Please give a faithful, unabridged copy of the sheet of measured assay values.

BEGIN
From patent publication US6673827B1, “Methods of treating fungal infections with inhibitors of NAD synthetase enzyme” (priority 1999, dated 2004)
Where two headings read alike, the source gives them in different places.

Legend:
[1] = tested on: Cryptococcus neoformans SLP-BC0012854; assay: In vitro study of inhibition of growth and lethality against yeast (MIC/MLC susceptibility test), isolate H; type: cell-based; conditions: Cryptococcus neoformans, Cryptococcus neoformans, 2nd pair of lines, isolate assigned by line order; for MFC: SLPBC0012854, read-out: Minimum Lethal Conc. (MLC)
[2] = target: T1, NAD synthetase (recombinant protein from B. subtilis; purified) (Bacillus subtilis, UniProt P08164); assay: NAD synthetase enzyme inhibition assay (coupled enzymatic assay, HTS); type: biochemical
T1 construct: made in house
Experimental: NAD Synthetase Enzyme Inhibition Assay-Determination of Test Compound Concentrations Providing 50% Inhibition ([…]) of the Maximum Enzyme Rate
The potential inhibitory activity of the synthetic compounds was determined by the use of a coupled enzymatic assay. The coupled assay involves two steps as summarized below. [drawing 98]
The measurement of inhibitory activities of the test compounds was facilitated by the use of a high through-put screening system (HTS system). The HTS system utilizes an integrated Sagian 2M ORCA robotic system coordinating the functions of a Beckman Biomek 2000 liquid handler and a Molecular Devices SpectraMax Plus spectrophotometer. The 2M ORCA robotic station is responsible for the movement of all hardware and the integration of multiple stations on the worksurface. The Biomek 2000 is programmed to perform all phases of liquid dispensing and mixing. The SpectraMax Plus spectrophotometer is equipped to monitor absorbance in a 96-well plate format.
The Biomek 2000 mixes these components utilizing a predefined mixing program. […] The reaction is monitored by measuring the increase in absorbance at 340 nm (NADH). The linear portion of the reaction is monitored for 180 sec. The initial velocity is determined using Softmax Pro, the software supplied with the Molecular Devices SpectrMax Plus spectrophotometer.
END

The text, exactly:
From patent publication US6673827B1, “Methods of treating fungal infections with inhibitors of NAD synthetase enzyme” (priority 1999, dated 2004)
Where two headings read alike, the source gives them in different places.

Legend:
[1] = tested on: Cryptococcus neoformans SLP-BC0012854; assay: In vitro study of inhibition of growth and lethality against yeast (MIC/MLC susceptibility test), isolate H; type: cell-based; conditions: Cryptococcus neoformans, Cryptococcus neoformans, 2nd pair of lines, isolate assigned by line order; for MFC: SLPBC0012854, read-out: Minimum Lethal Conc. (MLC)
[2] = target: T1, NAD synthetase (recombinant protein from B. subtilis; purified) (Bacillus subtilis, UniProt P08164); assay: NAD synthetase enzyme inhibition assay (coupled enzymatic assay, HTS); type: biochemical
T1 construct: made in house
Experimental: NAD Synthetase Enzyme Inhibition Assay-Determination of Test Compound Concentrations Providing 50% Inhibition ([…]) of the Maximum Enzyme Rate
The potential inhibitory activity of the synthetic compounds was determined by the use of a coupled enzymatic assay. The coupled assay involves two steps as summarized below. [drawing 98]
The measurement of inhibitory activities of the test compounds was facilitated by the use of a high through-put screening system (HTS system). The HTS system utilizes an integrated Sagian 2M ORCA robotic system coordinating the functions of a Beckman Biomek 2000 liquid handler and a Molecular Devices SpectraMax Plus spectrophotometer. The 2M ORCA robotic station is responsible for the movement of all hardware and the integration of multiple stations on the worksurface. The Biomek 2000 is programmed to perform all phases of liquid dispensing and mixing. The SpectraMax Plus spectrophotometer is equipped to monitor absorbance in a 96-well plate format.
The Biomek 2000 mixes these components utilizing a predefined mixing program. […] The reaction is monitored by measuring the increase in absorbance at 340 nm (NADH). The linear portion of the reaction is monitored for 180 sec. The initial velocity is determined using Softmax Pro, the software supplied with the Molecular Devices SpectrMax Plus spectrophotometer.